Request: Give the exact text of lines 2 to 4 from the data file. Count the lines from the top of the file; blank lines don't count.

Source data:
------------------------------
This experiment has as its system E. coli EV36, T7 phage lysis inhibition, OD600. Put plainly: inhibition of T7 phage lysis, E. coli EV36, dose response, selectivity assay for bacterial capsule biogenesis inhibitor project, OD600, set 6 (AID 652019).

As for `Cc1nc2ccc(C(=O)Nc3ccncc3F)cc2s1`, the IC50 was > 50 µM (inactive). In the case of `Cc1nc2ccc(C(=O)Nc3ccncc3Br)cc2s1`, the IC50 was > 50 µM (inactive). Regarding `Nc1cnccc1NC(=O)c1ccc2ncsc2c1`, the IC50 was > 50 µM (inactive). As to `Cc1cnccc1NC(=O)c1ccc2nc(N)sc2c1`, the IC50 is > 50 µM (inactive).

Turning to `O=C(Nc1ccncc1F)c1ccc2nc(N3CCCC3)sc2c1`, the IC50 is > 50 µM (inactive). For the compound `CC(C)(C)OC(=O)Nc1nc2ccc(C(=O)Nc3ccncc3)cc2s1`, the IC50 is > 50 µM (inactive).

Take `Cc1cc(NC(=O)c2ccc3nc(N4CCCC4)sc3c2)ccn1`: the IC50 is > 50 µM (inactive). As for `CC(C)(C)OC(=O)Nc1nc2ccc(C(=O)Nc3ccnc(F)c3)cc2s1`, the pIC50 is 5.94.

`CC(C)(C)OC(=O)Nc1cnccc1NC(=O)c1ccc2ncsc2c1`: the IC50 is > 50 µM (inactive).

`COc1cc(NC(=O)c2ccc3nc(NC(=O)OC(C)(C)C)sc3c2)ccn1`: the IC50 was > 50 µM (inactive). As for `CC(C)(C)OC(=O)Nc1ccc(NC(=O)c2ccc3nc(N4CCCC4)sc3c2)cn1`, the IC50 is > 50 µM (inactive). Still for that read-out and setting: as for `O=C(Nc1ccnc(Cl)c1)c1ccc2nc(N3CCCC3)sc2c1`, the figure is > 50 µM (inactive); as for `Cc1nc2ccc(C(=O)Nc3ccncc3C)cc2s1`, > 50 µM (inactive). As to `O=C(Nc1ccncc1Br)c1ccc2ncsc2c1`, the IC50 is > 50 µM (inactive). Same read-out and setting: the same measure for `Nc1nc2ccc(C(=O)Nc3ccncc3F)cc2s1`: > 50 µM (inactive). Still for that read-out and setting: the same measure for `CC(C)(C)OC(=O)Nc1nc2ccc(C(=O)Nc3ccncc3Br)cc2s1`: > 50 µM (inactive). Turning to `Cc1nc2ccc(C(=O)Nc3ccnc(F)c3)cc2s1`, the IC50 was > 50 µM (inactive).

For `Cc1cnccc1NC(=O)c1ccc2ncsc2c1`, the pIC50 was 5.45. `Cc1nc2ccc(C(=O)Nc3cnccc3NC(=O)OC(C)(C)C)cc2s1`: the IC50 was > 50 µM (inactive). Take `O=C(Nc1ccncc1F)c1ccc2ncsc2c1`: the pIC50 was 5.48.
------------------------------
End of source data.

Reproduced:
As for `Cc1nc2ccc(C(=O)Nc3ccncc3F)cc2s1`, the IC50 was > 50 µM (inactive). In the case of `Cc1nc2ccc(C(=O)Nc3ccncc3Br)cc2s1`, the IC50 was > 50 µM (inactive). Regarding `Nc1cnccc1NC(=O)c1ccc2ncsc2c1`, the IC50 was > 50 µM (inactive). As to `Cc1cnccc1NC(=O)c1ccc2nc(N)sc2c1`, the IC50 is > 50 µM (inactive).

Turning to `O=C(Nc1ccncc1F)c1ccc2nc(N3CCCC3)sc2c1`, the IC50 is > 50 µM (inactive). For the compound `CC(C)(C)OC(=O)Nc1nc2ccc(C(=O)Nc3ccncc3)cc2s1`, the IC50 is > 50 µM (inactive).

Take `Cc1cc(NC(=O)c2ccc3nc(N4CCCC4)sc3c2)ccn1`: the IC50 is > 50 µM (inactive). As for `CC(C)(C)OC(=O)Nc1nc2ccc(C(=O)Nc3ccnc(F)c3)cc2s1`, the pIC50 is 5.94.